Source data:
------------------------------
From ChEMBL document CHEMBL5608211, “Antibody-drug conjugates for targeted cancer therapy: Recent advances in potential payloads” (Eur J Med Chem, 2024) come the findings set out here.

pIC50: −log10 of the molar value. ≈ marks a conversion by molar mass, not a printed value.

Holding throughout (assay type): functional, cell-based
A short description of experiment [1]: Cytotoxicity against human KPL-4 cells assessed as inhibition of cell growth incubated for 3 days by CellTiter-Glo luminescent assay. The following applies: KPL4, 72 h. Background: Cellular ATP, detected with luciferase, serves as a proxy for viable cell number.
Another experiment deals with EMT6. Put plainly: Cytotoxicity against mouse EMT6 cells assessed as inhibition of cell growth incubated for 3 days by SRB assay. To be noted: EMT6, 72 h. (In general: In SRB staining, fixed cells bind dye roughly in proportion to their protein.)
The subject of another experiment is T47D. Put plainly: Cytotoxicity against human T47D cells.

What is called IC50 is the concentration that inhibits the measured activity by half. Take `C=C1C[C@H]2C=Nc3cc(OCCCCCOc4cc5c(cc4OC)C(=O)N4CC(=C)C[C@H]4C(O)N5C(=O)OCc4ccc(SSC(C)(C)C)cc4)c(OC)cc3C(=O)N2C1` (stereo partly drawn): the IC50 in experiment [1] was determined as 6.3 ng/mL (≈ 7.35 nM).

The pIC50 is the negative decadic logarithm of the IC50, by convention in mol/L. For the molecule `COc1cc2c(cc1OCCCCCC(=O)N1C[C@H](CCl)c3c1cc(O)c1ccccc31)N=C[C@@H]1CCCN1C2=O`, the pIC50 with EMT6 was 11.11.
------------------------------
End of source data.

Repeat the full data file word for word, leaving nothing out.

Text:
From ChEMBL document CHEMBL5608211, “Antibody-drug conjugates for targeted cancer therapy: Recent advances in potential payloads” (Eur J Med Chem, 2024) come the findings set out here.

pIC50: −log10 of the molar value. ≈ marks a conversion by molar mass, not a printed value.

Holding throughout (assay type): functional, cell-based
A short description of experiment [1]: Cytotoxicity against human KPL-4 cells assessed as inhibition of cell growth incubated for 3 days by CellTiter-Glo luminescent assay. The following applies: KPL4, 72 h. Background: Cellular ATP, detected with luciferase, serves as a proxy for viable cell number.
Another experiment deals with EMT6. Put plainly: Cytotoxicity against mouse EMT6 cells assessed as inhibition of cell growth incubated for 3 days by SRB assay. To be noted: EMT6, 72 h. (In general: In SRB staining, fixed cells bind dye roughly in proportion to their protein.)
The subject of another experiment is T47D. Put plainly: Cytotoxicity against human T47D cells.

What is called IC50 is the concentration that inhibits the measured activity by half. Take `C=C1C[C@H]2C=Nc3cc(OCCCCCOc4cc5c(cc4OC)C(=O)N4CC(=C)C[C@H]4C(O)N5C(=O)OCc4ccc(SSC(C)(C)C)cc4)c(OC)cc3C(=O)N2C1` (stereo partly drawn): the IC50 in experiment [1] was determined as 6.3 ng/mL (≈ 7.35 nM).

The pIC50 is the negative decadic logarithm of the IC50, by convention in mol/L. For the molecule `COc1cc2c(cc1OCCCCCC(=O)N1C[C@H](CCl)c3c1cc(O)c1ccccc31)N=C[C@@H]1CCCN1C2=O`, the pIC50 with EMT6 was 11.11.